3

No, it's less secure because: you're not using the algorithm in the way the author(s) designed it it hasn't been subjected to scrutiny by trained cryptographers If you don't know the above already, you certainly don't have enough experience in cryptography to tinker with the inner-workings of algorithms/modes. Stick with the standard algorithm/mode, ...

3

If I understand right, your operation effectively is $$\forall i: c_i = p_i \oplus k_0 \oplus k_1 \oplus k_2 \oplus \dots \oplus k_n,$$ whith $c_i$ the ciphertext bits, $p_i$ the plaintext bits, and $k_j$ the key bits. As $\oplus$ (this is XOR) is associative, this is equivalent to $$k^* := k_0 \oplus k_1 \oplus k_2 \oplus \dots \oplus k_n,$$ \forall ...

3

Yes, you can reasonably expect that these will provide equivalent security, if you choose all keys uniformly and independently at random. The decryption operation is basically the same as the encryption operation, so it would be extremely surprising if there was any significant difference in security among these. (Of course, if you don't generate the keys ...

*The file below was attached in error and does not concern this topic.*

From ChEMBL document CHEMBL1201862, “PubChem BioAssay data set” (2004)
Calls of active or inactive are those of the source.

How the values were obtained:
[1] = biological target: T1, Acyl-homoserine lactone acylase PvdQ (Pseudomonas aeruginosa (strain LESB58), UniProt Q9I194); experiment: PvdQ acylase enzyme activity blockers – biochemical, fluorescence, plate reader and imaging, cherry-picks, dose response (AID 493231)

3

It's usually not safe to initialize it with a password, because of the risk of brute-force attacks. Do a search and you'll find lots of warnings about this risk. Your proposed password generation method does not say anything about how long the password is or how you will choose it. If it's a 8-character password, no, it won't be secure. If it's a random ...

3

This is not a complete answer but it seems to me that it cannot be more secure than the original AES since otherwise it would mean that there is a serious weakness in the AES key schedule As far as being as secure there's at least one application in which it's a weakness : when you use AES inside a Davies-Meyer construction. An attacker has then more power ...

3

The answer is "it depends". There are two fairly commonly used sets of assumptions, the so-called standard model, and the random oracle model. In the standard model, hash functions are one-way functions. In the random oracle model they are random oracles. The random oracle model isn't actually true, but it is useful and many protocols inspired by it are in ...